Jill Lepore: Making Amends
When Jill Lepore took the stage at Cemex on May 4th to present “Amend: Rewriting the Constitution,” it was two days after the Supreme Court draft overturning Roe v Wade had been leaked, the day her response to Alito’s draft opinion was published in the New Yorker and another day of Covid infections spiking around the world. Lepore’s tone, and her announcement that she’d be talking with us rather than delivering her formal presentation, made it feel as if she’d be just as happy talking with us over a casual dinner as with delivering her Wesson lecture, examining the “problems of democracy,” in a large auditorium. And, like a more intimate gathering, only the small number of us physically present that evening were going to have an opportunity to listen and participate. As the Harvard Professor and New Yorker staff writer requested, this was not a hybrid event. Lepore explained: “One of my concerns about the problems of democracy — this is a lesson to ponder — is that our virtual life is too convenient to deliberate, to disagree, to be together to argue, to agree to see each other. It’s in that spirit that I am doing this strictly in-person event.”
Lepore’s more pressing, but related, concern is the seeming unamendability and resultant calcification of the US Constitution. She argues that there are three ways to change fundamental law in the US: “Amend the Constitution. Interpret it differently. Or topple the government.” The first is no longer happening, the second was never intended because it grants too much power to the Supreme Court — the least democratic branch of the government — so we are facing the third. The significance of constitutional amendability, for Lepore, can hardly be overstated: It “is a practical, historical, empirical reality that there is a point beyond which a constitution cannot be stretched, after which, like the skin of a snake, it snaps, as brittle as bones.” The consequences of such a “snap,” she says, are far greater than even “the durability of American democracy.”
“How,” Lepore asks, “has the US Constitution become unamendable when amendability was written into it?”
To begin to understand this conundrum, Lepore describes Article V of the Constitution, which “governs the government,” and the amendment process detailed within it. She notes that having witnessed the failure of early inviolable state constitutions, the 18th century framers were emphatic about writing into the Constitution the ability to amend it. They realized this was critical, because it provided a safety valve necessary to prevent revolution. Not surprisingly then, in 1798, two years after the first Constitutional Convention created the Constitution, 12 amendments were sent to the states to be ratified and the ten that passed became the Bill of Rights.
Despite this Constitutional commitment to its own amendment, amending the Constitution stalled after 1971. Scholars have argued that US history can be divided into revolutionary and constitutional moments, where intense political struggle yields constitutional amendments: The American Revolution led to the first Constitutional Convention and the Civil War and Reconstruction yielded the 13th, 14th, and 15th amendments. However, Lepore demonstrates that this cycle broke down in the face of the revolutionary moments of the 1960s and 1970s. Rather than amend the Constitution, Congress passed legislation, a significant difference because legislation is more easily reversed. In fact, Lepore argues that the 60s and 70s led to a “decades-long conservative insurgency” from Nixon’s law and order policies to the Defense of Marriage Act; Shelby v Holder, which overturned the Voting Rights Act of 1965; and Dobbs v. Jackson, which will likely overturn Roe v Wade.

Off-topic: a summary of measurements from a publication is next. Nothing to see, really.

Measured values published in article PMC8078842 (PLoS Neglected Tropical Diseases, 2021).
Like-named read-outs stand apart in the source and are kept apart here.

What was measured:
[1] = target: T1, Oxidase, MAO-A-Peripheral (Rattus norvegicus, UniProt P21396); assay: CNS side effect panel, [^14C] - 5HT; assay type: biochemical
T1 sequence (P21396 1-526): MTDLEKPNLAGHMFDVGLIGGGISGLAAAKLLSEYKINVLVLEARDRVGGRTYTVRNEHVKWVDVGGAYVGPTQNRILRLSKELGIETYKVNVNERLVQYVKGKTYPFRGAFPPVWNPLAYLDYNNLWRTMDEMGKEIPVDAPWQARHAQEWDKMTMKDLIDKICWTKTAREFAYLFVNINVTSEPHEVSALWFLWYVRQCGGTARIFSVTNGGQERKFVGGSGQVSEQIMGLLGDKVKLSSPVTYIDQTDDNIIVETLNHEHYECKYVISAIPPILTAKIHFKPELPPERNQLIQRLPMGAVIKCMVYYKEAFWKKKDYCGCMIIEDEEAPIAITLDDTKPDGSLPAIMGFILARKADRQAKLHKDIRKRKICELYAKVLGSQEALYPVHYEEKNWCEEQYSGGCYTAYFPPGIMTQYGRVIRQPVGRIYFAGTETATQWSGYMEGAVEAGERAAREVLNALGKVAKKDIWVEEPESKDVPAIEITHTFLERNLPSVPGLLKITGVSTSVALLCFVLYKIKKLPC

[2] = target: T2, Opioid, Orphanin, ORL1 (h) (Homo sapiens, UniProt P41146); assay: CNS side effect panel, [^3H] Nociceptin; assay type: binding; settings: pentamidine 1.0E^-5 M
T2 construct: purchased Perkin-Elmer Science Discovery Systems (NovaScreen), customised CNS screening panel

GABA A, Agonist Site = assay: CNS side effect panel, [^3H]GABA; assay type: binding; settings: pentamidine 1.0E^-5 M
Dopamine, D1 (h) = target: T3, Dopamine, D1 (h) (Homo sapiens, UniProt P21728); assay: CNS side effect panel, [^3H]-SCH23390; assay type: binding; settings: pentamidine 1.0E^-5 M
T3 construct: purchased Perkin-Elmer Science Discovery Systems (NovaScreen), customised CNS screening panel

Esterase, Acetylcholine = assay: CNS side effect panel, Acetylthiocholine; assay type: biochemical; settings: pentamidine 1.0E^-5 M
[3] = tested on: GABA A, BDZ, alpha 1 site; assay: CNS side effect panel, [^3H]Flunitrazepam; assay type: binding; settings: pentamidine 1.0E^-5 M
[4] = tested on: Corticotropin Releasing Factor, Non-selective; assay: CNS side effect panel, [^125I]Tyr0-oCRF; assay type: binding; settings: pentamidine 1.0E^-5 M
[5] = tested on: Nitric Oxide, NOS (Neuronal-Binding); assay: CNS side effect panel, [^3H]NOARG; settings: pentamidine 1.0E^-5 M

The End of Amendments, The Rise of the Supreme Court
Most worrying for Lepore is that changing fundamental law by amendment has been overtaken by the Supreme Court’s undemocratic interpretive process. From 1797 to the present, she explains, despite 14,000 amendments having been proposed, only 33 have left Congress, and only 27 have been ratified. Why?
Lepore argues that the “culture of veneration” that surrounds the Constitution has led to the belief that the Constitution is unamendable, which, when coupled with the supermajority needed to ratify an amendment, helps explain our Constitutional stagnancy. And while the inability to amend the Constitution threatens the viability of American democracy, the even greater problem, according to Lepore, is that the calcification of the US Constitution inhibits our ability to substantively address global climate change. Of the approximately 200 countries that have written constitutions, 150 of them contain environmental protection clauses. By contrast, although the first Environmental Rights Amendment was introduced into Congress in 1968, at least four others have been brought to the floor since, but none have ever been ratified. Lepore acknowledges that the continuing global climate catastrophe proves that simply including environmental protections in a nation’s constitution isn’t enough, but maintains that because the US is in the midst of its own constitutional crisis, it “has not and cannot sustainably and substantially address the climate and extinction crisis humanity is facing.”
Complicating Originalism by Making Amends
Donna Hunter is a freelance writer, editor and tutor living in San Francisco. She has a PhD in English from UC Berkeley and was an Advanced Lecturer in Stanford’s Program in Writing and Rhetoric.